Greater communication with the rise in Cloud based technologies means that any SME nowadays can take a more flexible approach to their workforce. Gone are the days when everyone simply turned up at nine and went home at five, with weekends off.

The right to request flexible working, entitling employees to apply to their employers for a change to their terms of employment relating to hours or times of work, was introduced in 2002; this right initially applied to limited categories of employee with parental or caring responsibilities. Since 30 June 2014, the right has been radically extended to all categories of employees, provided they have 26 weeks’ continuous employment.

The legal implications of flexible work requests

A request for flexible working may only be refused for entirely legitimate business reasons and these are encompassed in the eight specific grounds set out for rejecting a request. The reason for rejection must therefore be based on one or more of the eight grounds which are: the burden of additional costs; the detrimental effect on the ability to meet customer demand; the inability to reorganise work among existing staff; the detrimental impact on quality and performance; the insufficiency of work during the periods the employee proposes to work and; planned structural changes.

Failure to act in accordance with the laws on flexible working could leave businesses open to legal action for breach of the Flexible Working Regulations 2014 as well as claims for sex discrimination.

A request for flexible working needs to be put in writing by the employee; the employer must then deal with the request “in a reasonable manner” and respond within three months.  Niki Avraam, Partner at Howat Avraam Solicitors comments:  “The extension to the rights to request flexible working recognises the complexities of our modern working lives; all requests must be considered carefully by employers and a genuine assessment made of the real impact on the business.”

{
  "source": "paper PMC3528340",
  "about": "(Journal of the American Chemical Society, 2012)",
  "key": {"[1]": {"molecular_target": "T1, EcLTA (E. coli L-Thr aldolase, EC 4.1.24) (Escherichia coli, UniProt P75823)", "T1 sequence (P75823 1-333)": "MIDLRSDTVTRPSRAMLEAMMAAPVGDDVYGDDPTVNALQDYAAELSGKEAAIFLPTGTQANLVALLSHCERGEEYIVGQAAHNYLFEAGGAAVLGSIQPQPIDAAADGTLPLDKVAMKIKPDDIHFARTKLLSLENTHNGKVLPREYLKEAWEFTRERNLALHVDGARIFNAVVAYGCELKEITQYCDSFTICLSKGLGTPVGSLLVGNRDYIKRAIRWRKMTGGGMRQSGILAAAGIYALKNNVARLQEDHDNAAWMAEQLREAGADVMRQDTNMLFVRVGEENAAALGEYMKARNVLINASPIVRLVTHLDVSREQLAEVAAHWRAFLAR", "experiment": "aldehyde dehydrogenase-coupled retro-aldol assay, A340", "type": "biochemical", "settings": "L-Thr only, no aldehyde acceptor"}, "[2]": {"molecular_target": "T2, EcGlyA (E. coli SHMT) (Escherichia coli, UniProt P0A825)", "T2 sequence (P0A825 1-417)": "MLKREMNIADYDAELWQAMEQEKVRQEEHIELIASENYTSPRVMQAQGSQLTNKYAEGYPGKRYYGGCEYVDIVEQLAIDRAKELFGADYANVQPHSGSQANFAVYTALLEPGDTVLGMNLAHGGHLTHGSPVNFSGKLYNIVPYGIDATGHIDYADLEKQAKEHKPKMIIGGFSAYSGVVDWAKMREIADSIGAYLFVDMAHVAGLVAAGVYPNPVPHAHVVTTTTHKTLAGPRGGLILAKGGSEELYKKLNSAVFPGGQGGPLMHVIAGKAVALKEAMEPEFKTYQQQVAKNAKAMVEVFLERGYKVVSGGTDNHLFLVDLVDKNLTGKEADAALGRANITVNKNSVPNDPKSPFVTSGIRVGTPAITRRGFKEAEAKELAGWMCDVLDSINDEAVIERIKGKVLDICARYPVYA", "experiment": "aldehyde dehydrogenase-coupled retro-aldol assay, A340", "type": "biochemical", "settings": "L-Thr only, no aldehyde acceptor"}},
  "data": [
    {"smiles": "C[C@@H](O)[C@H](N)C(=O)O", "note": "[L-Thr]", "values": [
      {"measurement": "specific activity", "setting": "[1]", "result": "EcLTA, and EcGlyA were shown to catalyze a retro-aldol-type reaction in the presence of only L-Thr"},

Of course, each business is different and the employer will need to assess the pros and cons of any potential change and its impact on the business. If the request is granted then employers will also need to make alterations to the contract of work outlining the new relationship and what is expected of both sides.

Flexible Working and IT Services

One area where flexible working changes will need careful consideration is with the provision of IT services to the employee. Reviewing the provision for one employee flexible working request, could result in a positive change for the entire organisation. Cost effective cloud based solutions such as Microsoft Office 365 allow employees to essentially work from anywhere as long as they have a smartphone, tablet or laptop with an internet connection.

If remote working is not adequately managed with the right systems in place, employees could be using consumer based apps and short cuts which could leave the business vulnerable to security breaches e.g. users could use Dropbox to transfer files to their home PC and GoToMyPC to access their office computer remotely. Working with a reputable IT provider means that you can develop an effective policy for areas such as email, file sharing and access to company data on individuals’ mobile devices. These can be built into any contract changes when working with an employee who wants a more flexible approach to their employment.

For most businesses, agreeing to flexible working for an employee is not just a matter of consent. Whilst denying a request for no other reason than you don’t want it, can lead to litigation and accusations of unfair treatment. Every manager needs to make sure that any practical issues are fully explored and the right IT provision is in place to support flexible working.